Use of a single glycine residue to determine the tilt and orientation of a transmembrane helix : A new structural label for infrared spectroscopy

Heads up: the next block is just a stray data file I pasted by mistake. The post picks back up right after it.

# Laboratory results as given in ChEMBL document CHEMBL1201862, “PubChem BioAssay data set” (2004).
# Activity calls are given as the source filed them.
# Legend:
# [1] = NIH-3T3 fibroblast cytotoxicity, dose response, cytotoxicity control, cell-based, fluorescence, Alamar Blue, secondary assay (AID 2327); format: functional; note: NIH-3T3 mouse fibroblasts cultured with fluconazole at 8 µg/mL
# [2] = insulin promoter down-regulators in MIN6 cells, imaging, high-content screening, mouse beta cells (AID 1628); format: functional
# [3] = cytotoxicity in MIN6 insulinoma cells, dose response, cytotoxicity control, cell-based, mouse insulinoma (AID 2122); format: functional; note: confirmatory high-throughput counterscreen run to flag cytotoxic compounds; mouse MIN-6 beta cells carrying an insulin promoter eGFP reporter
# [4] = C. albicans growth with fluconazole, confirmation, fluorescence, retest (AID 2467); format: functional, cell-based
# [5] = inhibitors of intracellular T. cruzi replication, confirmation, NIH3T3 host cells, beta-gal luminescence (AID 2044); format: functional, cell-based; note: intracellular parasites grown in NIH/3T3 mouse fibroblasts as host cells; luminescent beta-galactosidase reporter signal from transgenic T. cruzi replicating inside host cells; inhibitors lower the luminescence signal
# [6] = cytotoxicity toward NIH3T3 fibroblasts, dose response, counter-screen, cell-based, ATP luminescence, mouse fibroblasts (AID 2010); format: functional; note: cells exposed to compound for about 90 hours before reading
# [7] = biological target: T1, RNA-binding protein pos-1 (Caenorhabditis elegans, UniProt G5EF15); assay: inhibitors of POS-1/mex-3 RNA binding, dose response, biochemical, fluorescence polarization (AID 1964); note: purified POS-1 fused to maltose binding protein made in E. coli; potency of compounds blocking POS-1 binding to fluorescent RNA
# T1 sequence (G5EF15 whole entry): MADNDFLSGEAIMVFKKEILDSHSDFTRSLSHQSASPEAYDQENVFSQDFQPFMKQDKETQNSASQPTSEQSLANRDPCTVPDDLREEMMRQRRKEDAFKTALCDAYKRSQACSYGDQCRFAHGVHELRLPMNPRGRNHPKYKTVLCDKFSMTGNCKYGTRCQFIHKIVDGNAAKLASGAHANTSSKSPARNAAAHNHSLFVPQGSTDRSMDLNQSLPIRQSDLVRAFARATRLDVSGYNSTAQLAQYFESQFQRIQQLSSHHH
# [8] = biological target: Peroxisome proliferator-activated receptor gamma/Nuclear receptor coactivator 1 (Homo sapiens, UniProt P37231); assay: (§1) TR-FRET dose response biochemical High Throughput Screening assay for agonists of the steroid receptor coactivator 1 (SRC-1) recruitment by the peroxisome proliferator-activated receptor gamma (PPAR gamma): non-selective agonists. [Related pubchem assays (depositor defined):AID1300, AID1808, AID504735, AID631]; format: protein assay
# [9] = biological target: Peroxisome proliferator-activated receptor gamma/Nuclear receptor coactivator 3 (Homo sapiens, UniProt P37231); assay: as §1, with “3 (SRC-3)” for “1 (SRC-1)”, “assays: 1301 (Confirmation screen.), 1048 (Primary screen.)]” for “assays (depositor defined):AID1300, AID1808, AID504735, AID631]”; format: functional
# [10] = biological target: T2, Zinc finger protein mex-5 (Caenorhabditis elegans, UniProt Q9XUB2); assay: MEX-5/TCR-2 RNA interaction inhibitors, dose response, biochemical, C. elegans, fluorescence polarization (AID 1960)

Site-directed dichroism is an emerging technique for the determination of membrane protein structure. However, due to a number of factors, among which is the high natural abundance of C-13, the use of this technique has been restricted to the study of small peptides. We have overcome these problems through the use of a double C-deuterated glycine as a label. The modification of a single residue (Gly) in the transmembrane segment of M2, a protein from the Influenza A virus that forms H+-selective ion channels, has allowed us to determine its helix tilt and rotational orientation. Double C-deuteration shifts the antisymmetric and symmetric stretching vibrations of the CD2 group in glycine to a transparent region of the infrared spectrum where the dichroic ratio of these bands can be measured. The two dichroisms, along with the helix amide I dichroic ratio, have been used to determine the helix tilt and rotational orientation of M2. The results are entirely consistent with previous site-directed dichroism and solid-state NMR experiments, validating C-deuterated glycine (GlyCD(2)) as a structural probe that can now be used in the study of polytopic membrane proteins.